Once we have identified our sample of policy/guidance documents citing articles from the OMICS Group journals, we will extract all available meta-data from the Overton database on these documents. This includes both information on the policy/guidance document and the OMICS journal article that was cited. For the policy/guidance document, these data include: the title of the document, the URL, the source (eg, WHO, Center for Disease Control, including categorisation of the source and country if applicable), unique policy document ID number, citations by other Overton policy documents and the date of publication of the document. For the journal article cited, this information includes but is not limited to: the title of the article, the DOI, the journal it was published in and the publication year. From the policy documents, we will manually extract and code the funding source, and discipline of the policy (eg, health, non-health). For the articles, we will extract information including: article type (eg, clinical trial, review, cohort study, etc), affiliations of corresponding authors, number of authors, funding, ethical approval, population (eg, adults), discipline of article (eg, health economics), total number of references, sample size and how the predatory article is used in the policy document. Details on how the predatory article is being cited represent a key component of our study. This will provide a basic understanding around whether articles are being cited simply as background information, or if they are being used in a manner that may directly inform policy recommendations. Data automatically extracted from Overton will be manually reviewed to screen for irregularities (ie, inconsistencies or oddities in the data). Should irregularities be identified, we will confirm the automatically extracted information manually. For example, in pilot searches of Overton, we noted that some automatically generated article DOIs are incorrect. The full-text article will be reviewed to manually check the DOI for accuracy. If more than one version of a policy document is found, the most recent version (or the English version if published in multiple languages) will be retained. In order to reduce bias and between extractor variation, we have created standardised and objective data extraction forms to collect the above-mentioned data. These are available in online supplemental appendix 1. We have also created a ‘codebook’ with objective question and answer descriptions, and will require all extractors to pilot test the extraction forms on the same 10 articles, to ensure consistency, as part of their training. Once the data extraction forms have been pilot-tested and agreed on by the study team, data extraction will be performed by one reviewer and audited by a second reviewer. If necessary, any conflicts will be resolved by discussion or by senior investigators—KDC and MML.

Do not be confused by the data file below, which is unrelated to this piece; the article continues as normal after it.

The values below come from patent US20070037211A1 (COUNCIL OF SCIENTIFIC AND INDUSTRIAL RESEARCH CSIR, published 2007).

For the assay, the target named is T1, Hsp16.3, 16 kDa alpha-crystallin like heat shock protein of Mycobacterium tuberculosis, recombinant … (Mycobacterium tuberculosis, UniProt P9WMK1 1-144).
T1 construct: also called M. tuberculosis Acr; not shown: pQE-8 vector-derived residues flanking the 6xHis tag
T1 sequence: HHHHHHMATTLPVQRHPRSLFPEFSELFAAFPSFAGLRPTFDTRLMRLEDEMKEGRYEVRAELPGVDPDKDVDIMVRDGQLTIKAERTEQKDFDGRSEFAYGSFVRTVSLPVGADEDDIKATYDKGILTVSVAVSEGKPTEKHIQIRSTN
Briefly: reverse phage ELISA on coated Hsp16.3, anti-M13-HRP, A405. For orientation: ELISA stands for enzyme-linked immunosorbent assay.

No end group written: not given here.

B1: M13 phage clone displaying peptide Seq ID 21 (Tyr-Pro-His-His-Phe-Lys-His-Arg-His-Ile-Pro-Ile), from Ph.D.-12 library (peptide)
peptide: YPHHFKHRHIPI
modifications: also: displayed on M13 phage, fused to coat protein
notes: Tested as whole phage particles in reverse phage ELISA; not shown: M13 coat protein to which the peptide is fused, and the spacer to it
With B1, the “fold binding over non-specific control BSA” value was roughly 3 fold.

Once the cited predatory articles have been identified using the above-mentioned method and workflow, we will use their DOI to obtain information on whether the articles have been cited, and if so, by whom. To do so, at least two sources would be used among Google Scholar, Scite and The Lens. We will determine the choice of these sources on the basis of two criteria: (1) the possibility to freely reproduce data without infringing on possible copyright issues and (2) the possibility of implementing automated or semiautomated procedures for extracting scholarly citations. We will describe the scope and limitations of the retained sources for this extraction. Other types of data including self-citations and altmetrics might be collected depending on the tools that are retained for data extraction and potential copyrighted information. We will make sure that the scholarly citations extracted on the basis of DOIs match the records of predatory journal articles found in Overton by reviewing their associated metadata (journal title, article title, publisher, etc). As citation counts are dynamic, we will record the dates when data were extracted for individual entries. We will use the label ‘unworkable’ for DOIs that are not found in the chosen sources for scholarly citation extraction. These data will allow us to determine potential correlations between the number of citations of predatory journal articles in policy documents and the number of scholarly citations of these same articles. We anticipate that the data will not be normally distributed; therefore, an inverse transformation will be applied to the data. A Pearson correlation test will then be used to test for an association between the number of times an OMICS article is cited in Overton and the number of times the article was cited in the academic literature.
Both characteristics of the citing policy documents as well as the articles published in an OMICS journal, and their records of scholarly citations, will be summarised with descriptive statistics using count data and percentages. There will be no hypothesis testing performed; the study will exclusively be descriptive.
The Overton database search was conducted on 18 June 2021. Exporting Overton data, preparing data for extraction, and recruiting and training extractors will be completed in February 2022. Extraction will follow with completion expected by June 2022. Data analysis is expected to be complete by August 2022.